The cat / carriage, and crate / stairs. Both good for the show I hope, if they glaze ok. Thinking of glossy black, then video projection onto the objects looks good, plus they will be on the floor, tucked into the black space of the skirting board...

The Fleet

This one is much smaller than the large one, I wanted to have a little herd of them following the big one, and the legs on the large one turned out to be quite static, mainly due to the weight of the hull.

So I wanted the smaller ones to be more playful, with more impulsion. But this one doesn't stand up...its a learning curve. and the sail is rubbish, but this is just an experiment anyway, because I expect it to bend under the weight of the sail so I can always snap it off easily after the bisque firing and make the mast/sails separately, like the mother ship.
This one is the best so far, because the legs are really galloping and the sail billowing out behind, again, oh actually the mast came off before I put it in the kiln so its firing separately already.

Wednesday, 3 February 2010

Back to the Future - Projection & Music

Went to this on Wednesday. Curious to see how the projection / music combo would work. I took a video on my phone but its not worth posting. Incidentally some of the films were by George Melies, who I referenced in my research paper as the pioneer of dream-like worlds in film from the early 19th century.

I didn't really rate the musical improvisation, as I couldn't see any correlation to the films at all, but occasionally there was a more atmospheric moment. I guess I was encouraged by the number of people who wanted to see this kind of thing, made me think there would be an audience for my work - some sort of projection onto objects / sound installation thing.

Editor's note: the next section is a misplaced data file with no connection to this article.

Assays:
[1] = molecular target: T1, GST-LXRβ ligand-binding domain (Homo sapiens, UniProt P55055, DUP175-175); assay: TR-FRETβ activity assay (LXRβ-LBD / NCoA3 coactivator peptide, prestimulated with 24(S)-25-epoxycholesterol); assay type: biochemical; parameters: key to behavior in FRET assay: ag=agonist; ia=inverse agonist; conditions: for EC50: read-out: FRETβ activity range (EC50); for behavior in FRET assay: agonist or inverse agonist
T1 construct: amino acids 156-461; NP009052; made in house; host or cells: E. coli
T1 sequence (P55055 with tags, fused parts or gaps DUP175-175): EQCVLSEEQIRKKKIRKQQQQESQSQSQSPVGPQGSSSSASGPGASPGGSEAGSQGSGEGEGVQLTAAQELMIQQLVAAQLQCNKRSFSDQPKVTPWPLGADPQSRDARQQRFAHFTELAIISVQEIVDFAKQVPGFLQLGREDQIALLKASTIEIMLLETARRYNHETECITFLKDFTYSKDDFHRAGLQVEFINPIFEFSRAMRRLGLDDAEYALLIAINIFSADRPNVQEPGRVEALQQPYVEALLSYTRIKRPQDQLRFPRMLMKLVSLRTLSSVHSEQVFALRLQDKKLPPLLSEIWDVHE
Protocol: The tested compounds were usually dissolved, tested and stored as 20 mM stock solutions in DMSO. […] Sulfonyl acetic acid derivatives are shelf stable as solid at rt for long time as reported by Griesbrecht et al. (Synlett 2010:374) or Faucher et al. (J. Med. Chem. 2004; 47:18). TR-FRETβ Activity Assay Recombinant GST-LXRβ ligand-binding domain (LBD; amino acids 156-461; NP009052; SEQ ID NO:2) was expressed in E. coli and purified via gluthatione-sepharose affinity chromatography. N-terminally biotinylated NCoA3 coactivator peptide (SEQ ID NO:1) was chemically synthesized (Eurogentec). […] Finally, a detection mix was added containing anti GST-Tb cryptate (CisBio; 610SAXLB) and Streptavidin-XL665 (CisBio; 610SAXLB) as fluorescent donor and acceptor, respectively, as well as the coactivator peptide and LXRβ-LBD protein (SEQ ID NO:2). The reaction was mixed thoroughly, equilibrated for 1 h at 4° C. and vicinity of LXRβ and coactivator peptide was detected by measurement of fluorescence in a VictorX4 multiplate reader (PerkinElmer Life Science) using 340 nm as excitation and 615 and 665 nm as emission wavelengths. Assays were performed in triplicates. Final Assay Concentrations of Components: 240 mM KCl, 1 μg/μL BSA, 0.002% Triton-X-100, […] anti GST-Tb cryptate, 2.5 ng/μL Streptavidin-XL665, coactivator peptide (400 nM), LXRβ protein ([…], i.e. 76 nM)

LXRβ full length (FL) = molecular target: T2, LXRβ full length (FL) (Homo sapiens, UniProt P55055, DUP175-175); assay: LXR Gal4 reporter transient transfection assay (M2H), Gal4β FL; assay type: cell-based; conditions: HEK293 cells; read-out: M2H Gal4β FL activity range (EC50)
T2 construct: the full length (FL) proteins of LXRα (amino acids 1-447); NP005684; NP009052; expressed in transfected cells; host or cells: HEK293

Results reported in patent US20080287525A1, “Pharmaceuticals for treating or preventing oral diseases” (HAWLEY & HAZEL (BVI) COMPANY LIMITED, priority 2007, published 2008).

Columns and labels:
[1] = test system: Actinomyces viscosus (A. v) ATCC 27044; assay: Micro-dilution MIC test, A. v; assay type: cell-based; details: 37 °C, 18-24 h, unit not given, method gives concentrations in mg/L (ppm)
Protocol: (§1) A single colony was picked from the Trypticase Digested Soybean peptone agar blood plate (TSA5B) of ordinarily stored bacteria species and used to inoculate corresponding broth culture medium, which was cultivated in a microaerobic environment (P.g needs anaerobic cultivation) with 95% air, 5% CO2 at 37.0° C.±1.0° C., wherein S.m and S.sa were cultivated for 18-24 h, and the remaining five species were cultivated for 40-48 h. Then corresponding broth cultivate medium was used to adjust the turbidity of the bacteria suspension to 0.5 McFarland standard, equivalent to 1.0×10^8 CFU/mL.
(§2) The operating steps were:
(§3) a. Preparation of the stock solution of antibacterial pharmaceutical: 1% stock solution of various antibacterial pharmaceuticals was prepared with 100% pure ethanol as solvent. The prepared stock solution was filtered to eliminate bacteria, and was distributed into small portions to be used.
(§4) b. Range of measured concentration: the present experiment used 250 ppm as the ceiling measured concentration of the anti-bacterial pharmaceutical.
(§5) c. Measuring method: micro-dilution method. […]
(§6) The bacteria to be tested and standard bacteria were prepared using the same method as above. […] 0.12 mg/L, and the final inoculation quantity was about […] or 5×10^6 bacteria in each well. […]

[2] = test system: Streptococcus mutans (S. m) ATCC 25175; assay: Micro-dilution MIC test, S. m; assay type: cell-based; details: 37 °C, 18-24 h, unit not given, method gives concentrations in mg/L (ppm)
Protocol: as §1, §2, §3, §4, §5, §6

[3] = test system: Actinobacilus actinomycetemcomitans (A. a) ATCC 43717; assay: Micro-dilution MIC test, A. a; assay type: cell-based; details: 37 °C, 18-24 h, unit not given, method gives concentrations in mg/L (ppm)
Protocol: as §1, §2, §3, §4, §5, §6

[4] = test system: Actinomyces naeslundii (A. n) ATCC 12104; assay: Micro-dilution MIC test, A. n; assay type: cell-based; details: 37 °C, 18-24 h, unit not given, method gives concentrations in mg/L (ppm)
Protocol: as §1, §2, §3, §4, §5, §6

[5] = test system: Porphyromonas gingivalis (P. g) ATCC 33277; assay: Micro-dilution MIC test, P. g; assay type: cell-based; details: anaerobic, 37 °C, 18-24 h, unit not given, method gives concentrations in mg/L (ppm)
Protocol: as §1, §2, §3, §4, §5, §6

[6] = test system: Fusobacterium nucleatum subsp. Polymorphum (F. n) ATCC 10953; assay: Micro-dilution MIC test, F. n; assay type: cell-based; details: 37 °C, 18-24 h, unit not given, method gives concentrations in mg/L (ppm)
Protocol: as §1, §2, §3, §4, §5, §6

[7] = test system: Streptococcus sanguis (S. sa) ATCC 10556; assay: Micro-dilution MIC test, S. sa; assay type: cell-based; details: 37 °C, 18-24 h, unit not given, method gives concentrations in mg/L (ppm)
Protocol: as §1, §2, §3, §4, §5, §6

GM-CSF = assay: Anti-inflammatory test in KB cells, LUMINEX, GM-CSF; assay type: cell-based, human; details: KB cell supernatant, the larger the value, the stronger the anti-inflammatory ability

Glad I went.

Monday, 1 February 2010

Time and the Moon @ Dana Centre

Went to this on Monday night with B. Quite apt since I bought this little piece of joy on Sunday:

THE most beautiful 60s Japanese made flip clock, pristine for £7 at the amazing Battersea boot sale.


As we were expecting it was for a bit more of a 'general' audience that the Wellcome ones, so therefore most of it was a bit boring / obvious. But this chappy, David Rooney made it all worth it. What a great speaker and enthusiast on everything about time. Learnt some interesting stuff about how ships used to navigate by the moon.


Oh and I snapped a pic of this model ship, for the little horse ships :)



Friday, 29 January 2010

The Mothership

Following a bit of a crazy dream about these ships, propelled by horse legs, I have been building this one, probably one of the largest things I've made in a while, but although I kept it damp for a week, then I was ill, hence no more detail than the balconies at the back, no canon holes :(. Masts have been made separately, otherwise they would warp too much attached to the deck. They are already bisqued flat for adding after the glost firing.